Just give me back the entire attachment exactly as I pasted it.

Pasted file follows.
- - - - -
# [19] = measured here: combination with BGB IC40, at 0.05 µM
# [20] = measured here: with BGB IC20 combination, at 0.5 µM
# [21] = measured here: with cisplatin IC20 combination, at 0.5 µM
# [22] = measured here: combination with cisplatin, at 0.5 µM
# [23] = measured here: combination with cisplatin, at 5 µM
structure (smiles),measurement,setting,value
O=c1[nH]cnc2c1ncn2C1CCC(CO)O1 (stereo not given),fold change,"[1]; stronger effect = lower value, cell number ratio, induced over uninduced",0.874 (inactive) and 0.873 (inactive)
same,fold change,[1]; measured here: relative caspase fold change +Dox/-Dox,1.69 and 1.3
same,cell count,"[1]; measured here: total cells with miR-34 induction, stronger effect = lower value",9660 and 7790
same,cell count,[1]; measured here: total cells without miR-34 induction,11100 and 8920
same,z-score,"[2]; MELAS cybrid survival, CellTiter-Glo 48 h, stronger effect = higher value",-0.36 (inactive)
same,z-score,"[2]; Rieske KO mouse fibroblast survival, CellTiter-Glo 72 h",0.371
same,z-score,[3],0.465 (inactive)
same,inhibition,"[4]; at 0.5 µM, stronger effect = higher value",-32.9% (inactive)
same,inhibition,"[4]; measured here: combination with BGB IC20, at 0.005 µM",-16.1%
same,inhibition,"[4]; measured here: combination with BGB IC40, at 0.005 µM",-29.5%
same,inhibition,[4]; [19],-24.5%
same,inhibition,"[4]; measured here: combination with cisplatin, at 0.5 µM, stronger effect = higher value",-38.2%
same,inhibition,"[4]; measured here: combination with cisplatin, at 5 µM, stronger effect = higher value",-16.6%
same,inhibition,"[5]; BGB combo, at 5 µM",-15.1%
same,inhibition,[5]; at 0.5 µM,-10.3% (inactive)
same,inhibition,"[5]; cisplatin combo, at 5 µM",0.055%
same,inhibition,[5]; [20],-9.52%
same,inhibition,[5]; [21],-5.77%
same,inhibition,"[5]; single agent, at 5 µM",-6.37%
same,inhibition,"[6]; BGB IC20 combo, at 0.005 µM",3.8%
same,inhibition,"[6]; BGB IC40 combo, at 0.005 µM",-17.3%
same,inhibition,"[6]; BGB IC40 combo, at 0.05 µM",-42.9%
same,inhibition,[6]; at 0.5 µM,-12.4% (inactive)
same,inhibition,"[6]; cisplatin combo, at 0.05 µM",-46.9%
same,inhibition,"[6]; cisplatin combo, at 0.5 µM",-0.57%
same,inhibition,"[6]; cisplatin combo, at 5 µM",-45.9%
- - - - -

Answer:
# [19] = measured here: combination with BGB IC40, at 0.05 µM
# [20] = measured here: with BGB IC20 combination, at 0.5 µM
# [21] = measured here: with cisplatin IC20 combination, at 0.5 µM
# [22] = measured here: combination with cisplatin, at 0.5 µM
# [23] = measured here: combination with cisplatin, at 5 µM
structure (smiles),measurement,setting,value
O=c1[nH]cnc2c1ncn2C1CCC(CO)O1 (stereo not given),fold change,"[1]; stronger effect = lower value, cell number ratio, induced over uninduced",0.874 (inactive) and 0.873 (inactive)
same,fold change,[1]; measured here: relative caspase fold change +Dox/-Dox,1.69 and 1.3
same,cell count,"[1]; measured here: total cells with miR-34 induction, stronger effect = lower value",9660 and 7790
same,cell count,[1]; measured here: total cells without miR-34 induction,11100 and 8920
same,z-score,"[2]; MELAS cybrid survival, CellTiter-Glo 48 h, stronger effect = higher value",-0.36 (inactive)
same,z-score,"[2]; Rieske KO mouse fibroblast survival, CellTiter-Glo 72 h",0.371
same,z-score,[3],0.465 (inactive)
same,inhibition,"[4]; at 0.5 µM, stronger effect = higher value",-32.9% (inactive)
same,inhibition,"[4]; measured here: combination with BGB IC20, at 0.005 µM",-16.1%
same,inhibition,"[4]; measured here: combination with BGB IC40, at 0.005 µM",-29.5%
same,inhibition,[4]; [19],-24.5%
same,inhibition,"[4]; measured here: combination with cisplatin, at 0.5 µM, stronger effect = higher value",-38.2%
same,inhibition,"[4]; measured here: combination with cisplatin, at 5 µM, stronger effect = higher value",-16.6%
same,inhibition,"[5]; BGB combo, at 5 µM",-15.1%
same,inhibition,[5]; at 0.5 µM,-10.3% (inactive)
same,inhibition,"[5]; cisplatin combo, at 5 µM",0.055%
same,inhibition,[5]; [20],-9.52%
same,inhibition,[5]; [21],-5.77%
same,inhibition,"[5]; single agent, at 5 µM",-6.37%
same,inhibition,"[6]; BGB IC20 combo, at 0.005 µM",3.8%
same,inhibition,"[6]; BGB IC40 combo, at 0.005 µM",-17.3%
same,inhibition,"[6]; BGB IC40 combo, at 0.05 µM",-42.9%
same,inhibition,[6]; at 0.5 µM,-12.4% (inactive)
same,inhibition,"[6]; cisplatin combo, at 0.05 µM",-46.9%
same,inhibition,"[6]; cisplatin combo, at 0.5 µM",-0.57%
same,inhibition,"[6]; cisplatin combo, at 5 µM",-45.9%